Brad DeLong: Council on Foreign Relations: The Future of Democracy Symposium: Session Two: Economics, Identity, and the Democratic Recession: this political moment—Louis Napoleon mobilized these kinds of sentiments to overthrow the French Second Republic and establish himself as emperor. Francis Fukuyama wrote an excellent article about how really-existing-socialism—public ownership of the means of production, hopefully leading someday to the free society of associated producers—had crashed and burned, and that the only big idea left about how to organize society was that of liberal market democracy. But Fukuyama made a key mistake: there had been a third challenge. That is the basally-Roman idea thateach of us is individually a stick, very weak, but if we can unite ourselves in a big bundle of sticks and if we can tie ourselves together in leather thongs, we then become a powerful force that, in the hands of our strong leaders, could bruise our enemies.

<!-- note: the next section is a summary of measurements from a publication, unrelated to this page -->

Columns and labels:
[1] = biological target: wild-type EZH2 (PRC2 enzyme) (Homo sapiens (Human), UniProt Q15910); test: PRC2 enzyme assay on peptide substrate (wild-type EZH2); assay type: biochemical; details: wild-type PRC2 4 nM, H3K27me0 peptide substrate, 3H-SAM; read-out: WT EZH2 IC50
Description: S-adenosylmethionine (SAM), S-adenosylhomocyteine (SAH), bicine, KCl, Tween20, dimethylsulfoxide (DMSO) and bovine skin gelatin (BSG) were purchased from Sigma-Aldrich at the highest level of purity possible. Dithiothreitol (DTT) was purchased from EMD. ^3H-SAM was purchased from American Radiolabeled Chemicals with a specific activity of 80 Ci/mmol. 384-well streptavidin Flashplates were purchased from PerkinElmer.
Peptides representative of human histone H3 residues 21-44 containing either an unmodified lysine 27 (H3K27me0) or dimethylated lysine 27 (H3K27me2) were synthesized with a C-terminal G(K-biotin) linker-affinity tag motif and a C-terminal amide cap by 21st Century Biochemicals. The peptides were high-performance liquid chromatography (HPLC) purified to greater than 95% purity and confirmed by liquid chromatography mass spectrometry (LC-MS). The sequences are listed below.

Francis Fukuyama thought that this political movement had been dead and buried by 1945.
It looks like he was wrong.
If you look at Hungary—as we saw before—if you look at India today—where the government seems to be trying National Hinduism, casting the Muslims of India in the role traditionally ascribed to the Jews—if you look at an awful lot of place, the idea of taking people’s attention on the right believe they aren’t getting their fair share from the system and pointing it at internal or external enemies that you can despise or blame: this seems to be a remarkably powerful movement today.
It appears wherever the rapid economic growth needed to guarantee that pretty much everything thinks "well, I’m living significantly better than my parents" fails. We’ve seen this before. We have come out of this before. But that doesn’t mean we should say this is no big deal. It’s always been a big deal. So far, at least, the United States and Britain, at least, have been very lucky whenever such political movements have arisen. But will we always be lucky? Are we being lucky now?
#history #politicaleconomy #fascism #orangehariedbaboons #highlighted